Reindeer owners are not obliged to notify the VLA of unusual deaths, so Foster is uncertain exactly how many reindeer there are in Britain, or how many have died, but he said the trend was worrying: “We have noticed a significant increase in the number of submissions of reindeer carcases and samples, and when we looked at the causes of death it was clear there were common factors.”
Earlier this year, Foster outlined his concerns in a paper given to the Veterinary Deer Society, and a lay version of his research is about to be published in Smallholder magazine. Foster hopes it will make farmers aware of the risks of buying reindeer, most of which are purchased for hiring out for festive parades and Santa’s grottoes in shopping centres around Britain.
Foster points out that reindeer suffer when removed from their natural life of roaming the tundra, eating fresh lichen and other plants and mingling with fellow reindeer. He said: “They are not like other livestock. It is very difficult to keep these animals here. They are semi-wild and vulnerable to the diseases and parasites carried by British farm animals.”
Foster says much of Britain’s farmland is unsuitable for reindeer and many owners simply lack the expertise to keep them. He warns that reindeer also carry microbes dangerous to humans, such as salmonella, campylobacter, E coli and yersinia.
Inexperienced owners are also at risk. In September this year, Kay Davies was gored by Mr Frosty, her 18-stone reindeer, after entering its pen while the creature was in rut, a period of high aggression.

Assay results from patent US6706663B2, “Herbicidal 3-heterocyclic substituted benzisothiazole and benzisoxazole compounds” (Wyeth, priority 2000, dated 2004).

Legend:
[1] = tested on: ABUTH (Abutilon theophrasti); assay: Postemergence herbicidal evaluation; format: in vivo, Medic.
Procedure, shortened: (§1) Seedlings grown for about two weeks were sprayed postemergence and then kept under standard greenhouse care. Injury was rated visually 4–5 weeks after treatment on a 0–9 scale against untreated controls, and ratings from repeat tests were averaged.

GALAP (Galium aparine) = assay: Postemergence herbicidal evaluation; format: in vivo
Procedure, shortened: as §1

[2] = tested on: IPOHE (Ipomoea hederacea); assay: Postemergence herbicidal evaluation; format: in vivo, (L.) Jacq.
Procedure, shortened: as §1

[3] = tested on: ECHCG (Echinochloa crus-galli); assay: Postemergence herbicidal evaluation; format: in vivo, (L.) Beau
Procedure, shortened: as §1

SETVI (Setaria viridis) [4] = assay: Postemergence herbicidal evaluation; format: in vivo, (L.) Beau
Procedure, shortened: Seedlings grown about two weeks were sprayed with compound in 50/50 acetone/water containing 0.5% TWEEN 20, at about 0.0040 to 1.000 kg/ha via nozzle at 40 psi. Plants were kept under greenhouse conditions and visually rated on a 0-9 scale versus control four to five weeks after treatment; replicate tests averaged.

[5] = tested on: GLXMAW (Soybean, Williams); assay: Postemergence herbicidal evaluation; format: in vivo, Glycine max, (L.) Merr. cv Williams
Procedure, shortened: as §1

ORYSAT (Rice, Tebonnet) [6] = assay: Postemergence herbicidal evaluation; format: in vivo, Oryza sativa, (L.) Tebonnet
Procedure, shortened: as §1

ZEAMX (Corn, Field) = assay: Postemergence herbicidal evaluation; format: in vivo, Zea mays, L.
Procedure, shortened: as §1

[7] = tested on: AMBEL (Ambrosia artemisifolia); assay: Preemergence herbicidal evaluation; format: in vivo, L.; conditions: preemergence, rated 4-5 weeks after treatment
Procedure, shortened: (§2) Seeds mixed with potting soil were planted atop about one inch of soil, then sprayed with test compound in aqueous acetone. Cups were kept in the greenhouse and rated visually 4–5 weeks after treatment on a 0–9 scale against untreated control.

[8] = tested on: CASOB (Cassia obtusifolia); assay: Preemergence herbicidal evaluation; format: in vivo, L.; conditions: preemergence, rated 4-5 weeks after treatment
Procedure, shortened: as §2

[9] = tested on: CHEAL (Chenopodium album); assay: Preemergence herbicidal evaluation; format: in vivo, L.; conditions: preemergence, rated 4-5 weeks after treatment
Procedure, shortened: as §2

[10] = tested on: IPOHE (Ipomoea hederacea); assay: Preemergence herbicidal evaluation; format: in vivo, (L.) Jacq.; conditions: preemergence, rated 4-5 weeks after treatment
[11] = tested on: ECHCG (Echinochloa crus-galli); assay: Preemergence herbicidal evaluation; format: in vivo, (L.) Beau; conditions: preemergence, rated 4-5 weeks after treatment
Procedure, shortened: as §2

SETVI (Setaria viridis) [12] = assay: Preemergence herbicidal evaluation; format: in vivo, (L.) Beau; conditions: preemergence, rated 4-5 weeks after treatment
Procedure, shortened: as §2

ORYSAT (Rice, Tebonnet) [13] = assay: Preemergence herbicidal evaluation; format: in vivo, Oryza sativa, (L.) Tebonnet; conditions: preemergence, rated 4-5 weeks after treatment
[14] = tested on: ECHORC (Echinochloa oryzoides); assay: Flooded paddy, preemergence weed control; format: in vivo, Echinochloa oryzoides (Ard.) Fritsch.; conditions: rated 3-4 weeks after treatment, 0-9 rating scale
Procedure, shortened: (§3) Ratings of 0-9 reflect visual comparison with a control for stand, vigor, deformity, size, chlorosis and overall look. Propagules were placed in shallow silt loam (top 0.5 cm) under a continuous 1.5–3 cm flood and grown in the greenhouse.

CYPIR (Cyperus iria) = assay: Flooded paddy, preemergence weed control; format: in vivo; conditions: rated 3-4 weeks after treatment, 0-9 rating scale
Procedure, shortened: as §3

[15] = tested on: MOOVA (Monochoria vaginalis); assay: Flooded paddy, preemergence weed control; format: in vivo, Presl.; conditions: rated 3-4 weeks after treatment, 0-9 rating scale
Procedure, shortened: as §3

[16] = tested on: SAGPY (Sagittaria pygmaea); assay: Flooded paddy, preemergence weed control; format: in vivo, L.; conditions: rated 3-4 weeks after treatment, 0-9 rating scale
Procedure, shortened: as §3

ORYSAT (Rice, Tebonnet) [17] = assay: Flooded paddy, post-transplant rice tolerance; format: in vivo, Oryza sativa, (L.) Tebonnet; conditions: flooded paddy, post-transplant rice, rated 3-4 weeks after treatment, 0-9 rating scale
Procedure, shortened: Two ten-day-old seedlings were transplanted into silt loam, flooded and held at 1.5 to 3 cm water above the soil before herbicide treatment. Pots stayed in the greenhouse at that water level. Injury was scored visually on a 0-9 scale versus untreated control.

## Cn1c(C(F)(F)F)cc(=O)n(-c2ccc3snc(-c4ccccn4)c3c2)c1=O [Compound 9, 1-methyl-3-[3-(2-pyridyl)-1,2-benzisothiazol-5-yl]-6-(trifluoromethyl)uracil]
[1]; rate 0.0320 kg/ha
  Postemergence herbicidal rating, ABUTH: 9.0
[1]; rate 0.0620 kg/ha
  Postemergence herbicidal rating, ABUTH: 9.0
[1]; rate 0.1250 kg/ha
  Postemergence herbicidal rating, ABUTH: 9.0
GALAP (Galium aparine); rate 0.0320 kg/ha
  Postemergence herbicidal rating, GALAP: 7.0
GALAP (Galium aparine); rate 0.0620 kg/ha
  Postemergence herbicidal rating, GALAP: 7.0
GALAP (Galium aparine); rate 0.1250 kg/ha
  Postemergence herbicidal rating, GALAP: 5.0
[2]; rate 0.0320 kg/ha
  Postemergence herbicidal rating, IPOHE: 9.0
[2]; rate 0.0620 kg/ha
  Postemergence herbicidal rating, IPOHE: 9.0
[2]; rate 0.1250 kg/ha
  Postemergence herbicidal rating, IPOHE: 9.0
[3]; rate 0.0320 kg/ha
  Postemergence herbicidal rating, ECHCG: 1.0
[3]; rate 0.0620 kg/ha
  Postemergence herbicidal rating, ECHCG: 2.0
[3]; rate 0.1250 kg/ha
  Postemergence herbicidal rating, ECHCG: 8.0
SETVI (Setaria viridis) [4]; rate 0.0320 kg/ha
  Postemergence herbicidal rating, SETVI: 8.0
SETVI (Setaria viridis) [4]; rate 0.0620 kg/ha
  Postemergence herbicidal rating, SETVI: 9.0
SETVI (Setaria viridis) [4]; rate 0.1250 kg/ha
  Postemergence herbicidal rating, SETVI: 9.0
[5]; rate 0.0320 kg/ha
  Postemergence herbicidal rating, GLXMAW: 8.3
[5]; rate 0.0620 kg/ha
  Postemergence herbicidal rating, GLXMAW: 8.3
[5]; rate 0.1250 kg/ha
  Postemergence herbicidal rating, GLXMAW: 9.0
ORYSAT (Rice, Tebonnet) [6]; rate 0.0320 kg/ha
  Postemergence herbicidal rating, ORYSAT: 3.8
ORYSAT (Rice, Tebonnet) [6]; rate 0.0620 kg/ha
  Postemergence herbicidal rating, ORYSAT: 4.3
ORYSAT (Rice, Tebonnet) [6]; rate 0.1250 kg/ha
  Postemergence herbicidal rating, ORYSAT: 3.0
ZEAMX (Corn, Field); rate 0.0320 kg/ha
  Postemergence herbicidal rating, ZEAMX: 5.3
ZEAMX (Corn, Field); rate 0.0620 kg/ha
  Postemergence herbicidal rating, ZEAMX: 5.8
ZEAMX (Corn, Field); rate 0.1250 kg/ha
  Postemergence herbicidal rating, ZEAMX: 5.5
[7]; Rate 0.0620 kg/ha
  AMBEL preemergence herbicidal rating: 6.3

Davies owns the firm Wedding Horses, based in Whittlesey, Cambridgeshire, and planned to rent Mr Frosty out for Christmas displays.
Davies, who has since had the reindeer destroyed, said: “I fed him the day before without a problem.”
Tilly Smith, owner of the Cairngorm reindeer herd and widely regarded as Britain’s authority on the animals, believes there is nothing inherently wrong in using the animals for such events.
She supplied a team of reindeer for the Christmas parade at Harrods earlier this month, with no ill effects. The creatures were part of her 150-strong herd, which since 1952 has roamed over hundreds of acres of Scottish mountains — a landscape chosen for its similarity to their native habitat.
She said: “When animals are imported, they have been taken from huge, semi-wild herds and then they are expected to live alone or in small groups in enclosed areas, often near other livestock. It’s no wonder they get sick.”
Foster said: “Like puppies, reindeer should be kept for life, not just for Christmas.”